The Defense Advanced Research Projects Agency is so confident in the hack-proof software it developed for a remote-controlled quadcopter that it invited hackers at the recent DEF CON cybersecurity convention to try to break in and take it over.
None succeeded, according to Ray Richards, program manager of DARPA’s Information Innovation Office. Work on DARPA’s High-Assurance Cyber Military Systems, or HACMS, demonstration concluded in 2017, Richards told Air Force Magazine, but this was the first time DARPA had invited all comers to try to hack it.
A video presentation at the DEF CON Aerospace Village on Aug. 6 in Las Vegas—a-convention-within-a-convention focused on hacking air and space craft—demonstrated the vulnerability of conventional software architectures for flight control and the value of high-assurance software techniques such as HACMS.
In the video, a red team of hackers was able to break into a quadcopter’s mission control system by exploiting an unpatched software flaw in its video camera. Once inside the camera, the hackers were able to overwrite the encryption keys that protected the quadcopter’s command and control communications with its ground base, dramatically hijacking the craft and flying it back to their own base.
But using a technique called “formal methods,” HACMS software mathematically ensures the absence of software flaws that let hackers break into and take over computer systems. Boeing used HACMS in its Unmanned Little Bird autonomous helicopter project.
The formal methods-built software for the quadcopter turned out to be unhackable, even by the pros at DEF CON, because the architecture rigidly separated the different functions of the mission control system. Even though it was still possible to break into the video camera software, the “pivot” to command and control that hackers so often rely on couldn’t happen.
Just in case, though—and in accordance with flight safety regulations—the quadcopter that DARPA let hackers go at in the DEF CON Aerospace Village was flight disabled.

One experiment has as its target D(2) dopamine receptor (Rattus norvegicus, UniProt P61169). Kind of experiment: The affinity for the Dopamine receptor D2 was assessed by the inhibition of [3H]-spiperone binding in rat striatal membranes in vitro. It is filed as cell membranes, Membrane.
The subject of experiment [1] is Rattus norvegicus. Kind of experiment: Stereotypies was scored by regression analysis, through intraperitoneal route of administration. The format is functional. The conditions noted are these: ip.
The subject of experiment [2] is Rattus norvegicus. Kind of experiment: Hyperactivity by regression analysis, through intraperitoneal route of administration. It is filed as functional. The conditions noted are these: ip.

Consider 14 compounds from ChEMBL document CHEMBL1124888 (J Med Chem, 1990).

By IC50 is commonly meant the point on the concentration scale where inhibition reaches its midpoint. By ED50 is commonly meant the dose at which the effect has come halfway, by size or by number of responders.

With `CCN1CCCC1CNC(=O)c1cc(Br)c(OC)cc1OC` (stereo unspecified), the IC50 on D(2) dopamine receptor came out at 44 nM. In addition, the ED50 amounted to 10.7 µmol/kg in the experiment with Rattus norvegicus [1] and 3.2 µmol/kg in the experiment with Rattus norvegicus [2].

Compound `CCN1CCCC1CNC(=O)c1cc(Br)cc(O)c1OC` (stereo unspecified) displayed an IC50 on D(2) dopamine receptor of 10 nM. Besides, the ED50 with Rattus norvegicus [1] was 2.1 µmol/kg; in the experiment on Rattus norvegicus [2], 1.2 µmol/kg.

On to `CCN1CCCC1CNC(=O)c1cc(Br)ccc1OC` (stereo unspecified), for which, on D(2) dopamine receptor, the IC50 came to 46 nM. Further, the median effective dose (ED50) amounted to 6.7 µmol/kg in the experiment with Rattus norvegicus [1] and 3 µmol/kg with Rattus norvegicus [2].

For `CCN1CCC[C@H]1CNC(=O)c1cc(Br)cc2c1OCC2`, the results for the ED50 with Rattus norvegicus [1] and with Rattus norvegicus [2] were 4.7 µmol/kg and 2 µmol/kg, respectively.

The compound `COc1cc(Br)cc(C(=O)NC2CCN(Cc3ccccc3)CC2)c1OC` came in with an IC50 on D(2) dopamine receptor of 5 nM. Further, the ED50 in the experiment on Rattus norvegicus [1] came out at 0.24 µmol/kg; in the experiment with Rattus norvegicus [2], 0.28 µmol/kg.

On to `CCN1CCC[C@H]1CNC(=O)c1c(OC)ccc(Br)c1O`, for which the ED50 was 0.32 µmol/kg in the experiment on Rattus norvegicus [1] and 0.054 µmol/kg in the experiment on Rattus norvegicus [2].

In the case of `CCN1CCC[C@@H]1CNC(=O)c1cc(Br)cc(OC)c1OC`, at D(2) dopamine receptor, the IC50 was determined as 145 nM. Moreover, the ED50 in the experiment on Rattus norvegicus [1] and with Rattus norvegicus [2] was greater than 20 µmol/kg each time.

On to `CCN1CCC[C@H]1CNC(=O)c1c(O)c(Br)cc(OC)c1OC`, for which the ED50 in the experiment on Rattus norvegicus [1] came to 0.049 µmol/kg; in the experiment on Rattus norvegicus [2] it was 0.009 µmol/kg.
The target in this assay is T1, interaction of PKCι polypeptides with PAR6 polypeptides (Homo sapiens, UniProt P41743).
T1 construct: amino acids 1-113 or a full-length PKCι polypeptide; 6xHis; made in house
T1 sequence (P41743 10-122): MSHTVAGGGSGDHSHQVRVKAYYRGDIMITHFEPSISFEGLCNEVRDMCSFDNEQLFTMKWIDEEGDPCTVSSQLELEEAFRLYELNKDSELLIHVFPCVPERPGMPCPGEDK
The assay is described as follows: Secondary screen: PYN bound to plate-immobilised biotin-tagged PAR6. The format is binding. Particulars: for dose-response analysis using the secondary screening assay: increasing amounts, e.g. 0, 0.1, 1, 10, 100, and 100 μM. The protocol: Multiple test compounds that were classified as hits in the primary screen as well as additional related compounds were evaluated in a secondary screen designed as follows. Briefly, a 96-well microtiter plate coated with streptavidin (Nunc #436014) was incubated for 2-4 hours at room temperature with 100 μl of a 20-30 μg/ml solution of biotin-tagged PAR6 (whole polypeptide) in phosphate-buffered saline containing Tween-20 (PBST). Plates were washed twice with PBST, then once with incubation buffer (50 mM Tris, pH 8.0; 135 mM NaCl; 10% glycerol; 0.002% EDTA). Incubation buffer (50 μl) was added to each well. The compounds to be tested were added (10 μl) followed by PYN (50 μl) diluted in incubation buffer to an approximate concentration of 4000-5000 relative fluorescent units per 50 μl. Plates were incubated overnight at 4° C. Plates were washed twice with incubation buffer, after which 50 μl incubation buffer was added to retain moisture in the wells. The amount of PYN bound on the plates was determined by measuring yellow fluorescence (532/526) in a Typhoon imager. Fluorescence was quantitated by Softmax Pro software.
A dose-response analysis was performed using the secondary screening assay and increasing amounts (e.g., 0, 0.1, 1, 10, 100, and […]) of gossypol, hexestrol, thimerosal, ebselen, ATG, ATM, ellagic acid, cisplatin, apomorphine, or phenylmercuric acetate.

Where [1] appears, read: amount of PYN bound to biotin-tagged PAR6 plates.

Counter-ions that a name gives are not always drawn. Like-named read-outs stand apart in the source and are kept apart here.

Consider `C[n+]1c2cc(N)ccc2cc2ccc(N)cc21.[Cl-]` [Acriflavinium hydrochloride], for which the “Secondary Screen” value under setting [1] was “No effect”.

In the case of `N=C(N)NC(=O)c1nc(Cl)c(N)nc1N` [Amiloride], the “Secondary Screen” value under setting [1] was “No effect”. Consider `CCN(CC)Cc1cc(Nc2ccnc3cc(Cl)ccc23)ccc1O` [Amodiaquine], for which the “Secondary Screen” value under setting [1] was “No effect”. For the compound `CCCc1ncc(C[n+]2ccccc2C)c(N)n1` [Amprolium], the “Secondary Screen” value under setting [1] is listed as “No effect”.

Hackers could do whatever they wanted with the video camera, explained Darren Cofer, a DARPA contractor from Collins Aerospace, in the presentation. “They can do anything”—such as crashing the camera software or crashing the quadcopter’s virtual machine, or VM—”and the quadcopter is able to continue flying without any impact on its command and control from the legitimate ground station.” In fact, the VM itself can be remotely restarted by the ground controllers to regain control of the camera, he added.
Formal methods as a technique for software assurance was first proposed in 1973 but has long been widely regarded as too expensive and laborious—but no longer, Richards told Air Force Magazine. “We have reached a tipping point for formal methods technologies. Commercial entities are applying formal methods at scale, where it provides them a benefit.” The journal of the Association of Computing Machinery, Communications of the ACM, reported in July that both Google and Firefox have installed formal methods-verified components in their Web browsers, and that Amazon Web Services has also employed the technique for key components in its critical cloud services.
As software grows ever more complex, testing—traditionally the baseline technique of choice for cybersecurity assurance—becomes more and more time consuming and less and less effective, Richards said.
“The ever-increasing focus on cybersecurity will increase the demand for large-scale application of formal methods,” he said.